Best Of

Top 12 best-selling vans of all time

Our experts reveal the most successful vans of all time, according to volume of sales.

When it comes to the best-selling vans, most vans on the list will be familiar to UK buyers. That’s because Europe is the world’s biggest van market, and manufacturers here tend to keep the same name for multiple generations.

There are many Asian manufacturers, like Mitsubishi, Hyundai and Nissan, which produce large numbers of vans but their names change with each generation. Without further ado, here are the best-selling vans of all time:
1. Volkswagen Transporter (1950-Present) – 12.4 million
Unsurprisingly, it’s the world-renowned Volkswagen Transporter that takes the top spot. Delivering 199,700 units globally in 2016, the sixth-generation Transporter (or T6) is as popular as ever and the factory in Hanover is at full capacity.

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Volkswagen Transporter
2. Ford Transit (1965-Present) - 8.4 million
The Ford Transit recently overtook its American sibling, the E-Series, to become the second best-selling van of all-time. The Transit is also being built faster than any other commercial van, with the two main production facilities (Kansas, USA and Kocaeli, Turkey), producing close to 200,000 units each year.

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Ford Transit
3. Ford E-Series (1961-Present) – 8.3 million
Introduced in 1961, the Ford E-Series was North America’s best-selling van for over 50 years until it was replaced by its European counterpart, the Ford Transit, in 2015. The E-Series is now in its run-out phase, with only chassis-cab versions being produced, and sales dwindling to around 50,000 a year.

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Ford E-Series
4. Toyota Hiace (1967-Present) – 6.7 million
Despite being replaced by the Peugeot-build Toyota Proace in Europe in 2013, the Toyota Hiace is still selling in big numbers in Asia and Africa. European models were built at Ovar in Portugal and, for many years, the Hiace was the only Japanese-style van sold by a mainstream manufacturer in Europe.

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Toyota Hiace
5. Volkswagen LT (1975-2006) – 5.4 million
Given the huge success of the first-generation Volkswagen LT (1975-1996), there was a big shock when Volkswagen announced it would be handing production over to its German rival, Mercedes-Benz, for the second-generation (1996-2006). Production averaged around 250,000 units per year for the first-gen, but dropped to around 35,000 for the second-gen. Volkswagen Commercial Vehicles is once again manufacturing its large van, now called the Crafter, in-house at a new factory in Poland.

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Volkswagen LT
6. Renault Trafic (1980-Present) – 3.5 million
Renault sells more LCVs in Europe than any other manufacturer, and its best-selling model is also its longest serving. The Renault Trafic surpassed the 3.5 million mark in late 2016, and it shares its sole global manufacturing facility with three other vans (Opel Vivaro, Nissan NV300 and Fiat Talento).

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Renault Trafic
7. Renault Kangoo (1997-Present) – 3.3 million
Replacing the Renault Extra in 1997, the Renault Kangoo is the newest entrant into the Top 10. Since the second-generation model was introduced in 2008, production has slowed to around 100,000 units per year at the Maubeuge factory, where is shares the line with the Mercedes-Benz Citan.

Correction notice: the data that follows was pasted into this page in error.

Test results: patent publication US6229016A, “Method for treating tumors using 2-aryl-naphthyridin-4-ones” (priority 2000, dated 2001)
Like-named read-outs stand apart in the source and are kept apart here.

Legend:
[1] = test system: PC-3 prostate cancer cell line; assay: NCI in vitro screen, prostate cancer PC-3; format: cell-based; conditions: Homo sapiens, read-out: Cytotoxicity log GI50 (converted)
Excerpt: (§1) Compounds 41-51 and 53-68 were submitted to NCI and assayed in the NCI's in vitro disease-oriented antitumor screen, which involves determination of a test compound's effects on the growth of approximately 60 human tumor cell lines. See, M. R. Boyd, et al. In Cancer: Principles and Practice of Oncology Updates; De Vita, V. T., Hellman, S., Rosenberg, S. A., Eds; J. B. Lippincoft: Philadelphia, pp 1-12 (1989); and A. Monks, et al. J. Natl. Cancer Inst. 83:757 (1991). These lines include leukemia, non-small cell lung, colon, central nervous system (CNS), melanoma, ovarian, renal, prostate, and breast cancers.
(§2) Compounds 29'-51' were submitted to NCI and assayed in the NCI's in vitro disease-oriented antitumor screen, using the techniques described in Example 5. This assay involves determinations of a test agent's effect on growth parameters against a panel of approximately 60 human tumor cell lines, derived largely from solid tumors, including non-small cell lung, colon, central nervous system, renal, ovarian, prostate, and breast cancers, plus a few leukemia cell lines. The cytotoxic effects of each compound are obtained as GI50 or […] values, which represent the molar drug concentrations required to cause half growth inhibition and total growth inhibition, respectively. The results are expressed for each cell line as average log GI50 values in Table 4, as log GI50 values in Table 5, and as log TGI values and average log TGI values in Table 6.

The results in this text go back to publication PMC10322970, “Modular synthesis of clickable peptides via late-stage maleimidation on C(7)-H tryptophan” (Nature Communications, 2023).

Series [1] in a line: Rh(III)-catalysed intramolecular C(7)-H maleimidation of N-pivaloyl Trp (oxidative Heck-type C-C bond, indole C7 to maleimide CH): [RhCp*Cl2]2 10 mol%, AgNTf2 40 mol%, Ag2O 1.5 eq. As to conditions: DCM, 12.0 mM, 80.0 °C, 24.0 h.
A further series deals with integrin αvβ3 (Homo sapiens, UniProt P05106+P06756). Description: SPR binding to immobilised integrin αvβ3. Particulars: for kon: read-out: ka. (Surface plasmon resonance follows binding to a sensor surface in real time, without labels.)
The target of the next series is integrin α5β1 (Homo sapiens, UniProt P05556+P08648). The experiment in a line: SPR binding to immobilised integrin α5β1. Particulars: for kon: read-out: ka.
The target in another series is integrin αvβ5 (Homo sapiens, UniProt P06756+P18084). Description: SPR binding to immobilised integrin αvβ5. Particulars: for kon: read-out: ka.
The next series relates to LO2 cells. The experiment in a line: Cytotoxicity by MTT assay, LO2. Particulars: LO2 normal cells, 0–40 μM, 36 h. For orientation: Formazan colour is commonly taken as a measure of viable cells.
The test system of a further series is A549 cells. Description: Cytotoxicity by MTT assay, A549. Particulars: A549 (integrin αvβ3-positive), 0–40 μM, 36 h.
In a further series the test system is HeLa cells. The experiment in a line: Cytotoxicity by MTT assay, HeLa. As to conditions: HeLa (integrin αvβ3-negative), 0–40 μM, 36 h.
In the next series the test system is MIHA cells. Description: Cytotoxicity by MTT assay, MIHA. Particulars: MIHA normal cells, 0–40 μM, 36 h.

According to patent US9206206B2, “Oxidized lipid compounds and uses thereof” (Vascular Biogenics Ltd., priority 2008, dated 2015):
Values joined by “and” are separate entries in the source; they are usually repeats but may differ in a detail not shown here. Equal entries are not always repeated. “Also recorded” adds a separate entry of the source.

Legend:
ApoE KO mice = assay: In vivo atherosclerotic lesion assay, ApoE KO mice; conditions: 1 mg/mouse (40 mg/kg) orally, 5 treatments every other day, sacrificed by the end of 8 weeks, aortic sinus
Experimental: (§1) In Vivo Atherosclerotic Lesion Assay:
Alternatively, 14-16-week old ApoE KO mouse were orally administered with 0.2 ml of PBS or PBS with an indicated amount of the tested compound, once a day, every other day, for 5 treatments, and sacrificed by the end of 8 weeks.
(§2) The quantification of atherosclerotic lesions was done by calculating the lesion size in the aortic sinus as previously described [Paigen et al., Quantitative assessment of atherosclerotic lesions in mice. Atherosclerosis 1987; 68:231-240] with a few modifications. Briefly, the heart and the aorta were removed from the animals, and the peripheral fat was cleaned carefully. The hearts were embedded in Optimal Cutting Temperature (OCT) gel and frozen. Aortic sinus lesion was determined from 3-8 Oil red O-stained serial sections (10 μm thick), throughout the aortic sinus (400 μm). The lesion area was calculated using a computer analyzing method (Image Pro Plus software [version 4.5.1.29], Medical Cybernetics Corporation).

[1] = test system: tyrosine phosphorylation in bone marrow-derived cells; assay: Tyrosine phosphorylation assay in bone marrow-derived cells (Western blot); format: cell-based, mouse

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Renault Kangoo
8. Citroen Berlingo (1996-Present) – 3.2 million
Cheap and cheerful, the Citroen Berlingo was the first purpose-built European small van, with previous models being based on passenger cars. Built at various plants in Europe, South America and Africa, the Citroen Berlingo is now 21-years-old and into its second generation, although it still meets the needs of van operators around the world.

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Citroen Berlingo
9. Mercedes-Benz Sprinter (1995-Present) – 3.1 million
The three-millionth Mercedes-Benz Sprinter rolled off the Dusseldorf factory line in April 2016, and the current production rate is around 160,000 units a year. This is set to continue even further, with Volkswagen Crafter production transferring to a new facility in Poland and the construction of a brand new Sprinter factory in South Carolina to serve North American customers.

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Mercedes Sprinter
10. Fiat Ducato (1981-Present) – 3 million
The Fiat Ducato is renowned for its affordability, fuel efficiency and payload, and is currently being built in four continents and sold in six, including North America where it is branded as the ‘Ram Promaster’. European models are built at Val di Sangro in Italy, where is shares the line with the Peugeot Boxer and Citroen Relay.

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Fiat Ducato
11. Iveco Daily (1978-Present) – 2.9 million
Unlike most European vans, the Iveco Daily is built on a truck chassis which makes it ideal for more heavy-duty operations. Now into its fifth-generation, the Daily is sold through the Iveco truck dealer network, which is respected for its aftersales support.

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Iveco Daily
12. GMC Savana/Chevrolet Express (1996-Present) – 2.7 million
Until European-style vans like the Ford Transit and Fiat Ducato went on sale in North America, General Motors (GMC Savana and Chevrolet Express) was consistently number two in the full-size van market behind the Ford E-Series. The two vehicles are mechanically identical and are built alongside each other at Wentzville, Missouri.

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